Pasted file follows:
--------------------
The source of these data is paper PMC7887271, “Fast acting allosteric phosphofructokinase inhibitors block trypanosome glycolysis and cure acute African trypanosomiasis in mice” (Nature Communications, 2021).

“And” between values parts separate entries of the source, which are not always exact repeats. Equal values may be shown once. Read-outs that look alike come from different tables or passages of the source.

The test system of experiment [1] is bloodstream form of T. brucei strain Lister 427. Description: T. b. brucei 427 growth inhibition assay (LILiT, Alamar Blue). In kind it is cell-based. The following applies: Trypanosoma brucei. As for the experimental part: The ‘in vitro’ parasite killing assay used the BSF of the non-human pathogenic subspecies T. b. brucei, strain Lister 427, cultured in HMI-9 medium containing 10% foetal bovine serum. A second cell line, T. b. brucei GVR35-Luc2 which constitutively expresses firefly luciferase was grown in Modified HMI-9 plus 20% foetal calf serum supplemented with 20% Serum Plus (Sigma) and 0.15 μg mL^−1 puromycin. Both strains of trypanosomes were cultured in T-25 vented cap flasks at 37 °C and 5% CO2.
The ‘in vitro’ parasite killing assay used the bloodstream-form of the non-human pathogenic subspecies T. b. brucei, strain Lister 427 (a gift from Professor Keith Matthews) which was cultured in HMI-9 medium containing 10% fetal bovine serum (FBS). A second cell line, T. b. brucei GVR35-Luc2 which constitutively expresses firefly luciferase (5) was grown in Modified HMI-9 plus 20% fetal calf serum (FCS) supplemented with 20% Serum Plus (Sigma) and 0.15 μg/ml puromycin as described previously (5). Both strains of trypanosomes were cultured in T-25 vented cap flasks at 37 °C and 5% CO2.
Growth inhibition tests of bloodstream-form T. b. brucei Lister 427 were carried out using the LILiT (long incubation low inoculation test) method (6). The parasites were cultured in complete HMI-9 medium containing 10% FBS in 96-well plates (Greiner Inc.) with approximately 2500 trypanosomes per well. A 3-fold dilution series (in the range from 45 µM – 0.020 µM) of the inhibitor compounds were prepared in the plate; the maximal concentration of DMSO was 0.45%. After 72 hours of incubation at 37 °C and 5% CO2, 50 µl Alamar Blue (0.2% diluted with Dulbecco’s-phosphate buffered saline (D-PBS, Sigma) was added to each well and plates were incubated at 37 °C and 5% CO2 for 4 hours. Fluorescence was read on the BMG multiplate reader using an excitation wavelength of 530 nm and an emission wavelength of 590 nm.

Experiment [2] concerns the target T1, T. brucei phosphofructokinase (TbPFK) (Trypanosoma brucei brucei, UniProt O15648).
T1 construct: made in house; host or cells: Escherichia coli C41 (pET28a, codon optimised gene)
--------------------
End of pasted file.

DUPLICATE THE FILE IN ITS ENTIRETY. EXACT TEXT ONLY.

The source of these data is paper PMC7887271, “Fast acting allosteric phosphofructokinase inhibitors block trypanosome glycolysis and cure acute African trypanosomiasis in mice” (Nature Communications, 2021).

“And” between values parts separate entries of the source, which are not always exact repeats. Equal values may be shown once. Read-outs that look alike come from different tables or passages of the source.

The test system of experiment [1] is bloodstream form of T. brucei strain Lister 427. Description: T. b. brucei 427 growth inhibition assay (LILiT, Alamar Blue). In kind it is cell-based. The following applies: Trypanosoma brucei. As for the experimental part: The ‘in vitro’ parasite killing assay used the BSF of the non-human pathogenic subspecies T. b. brucei, strain Lister 427, cultured in HMI-9 medium containing 10% foetal bovine serum. A second cell line, T. b. brucei GVR35-Luc2 which constitutively expresses firefly luciferase was grown in Modified HMI-9 plus 20% foetal calf serum supplemented with 20% Serum Plus (Sigma) and 0.15 μg mL^−1 puromycin. Both strains of trypanosomes were cultured in T-25 vented cap flasks at 37 °C and 5% CO2.
The ‘in vitro’ parasite killing assay used the bloodstream-form of the non-human pathogenic subspecies T. b. brucei, strain Lister 427 (a gift from Professor Keith Matthews) which was cultured in HMI-9 medium containing 10% fetal bovine serum (FBS). A second cell line, T. b. brucei GVR35-Luc2 which constitutively expresses firefly luciferase (5) was grown in Modified HMI-9 plus 20% fetal calf serum (FCS) supplemented with 20% Serum Plus (Sigma) and 0.15 μg/ml puromycin as described previously (5). Both strains of trypanosomes were cultured in T-25 vented cap flasks at 37 °C and 5% CO2.
Growth inhibition tests of bloodstream-form T. b. brucei Lister 427 were carried out using the LILiT (long incubation low inoculation test) method (6). The parasites were cultured in complete HMI-9 medium containing 10% FBS in 96-well plates (Greiner Inc.) with approximately 2500 trypanosomes per well. A 3-fold dilution series (in the range from 45 µM – 0.020 µM) of the inhibitor compounds were prepared in the plate; the maximal concentration of DMSO was 0.45%. After 72 hours of incubation at 37 °C and 5% CO2, 50 µl Alamar Blue (0.2% diluted with Dulbecco’s-phosphate buffered saline (D-PBS, Sigma) was added to each well and plates were incubated at 37 °C and 5% CO2 for 4 hours. Fluorescence was read on the BMG multiplate reader using an excitation wavelength of 530 nm and an emission wavelength of 590 nm.

Experiment [2] concerns the target T1, T. brucei phosphofructokinase (TbPFK) (Trypanosoma brucei brucei, UniProt O15648).
T1 construct: made in house; host or cells: Escherichia coli C41 (pET28a, codon optimised gene)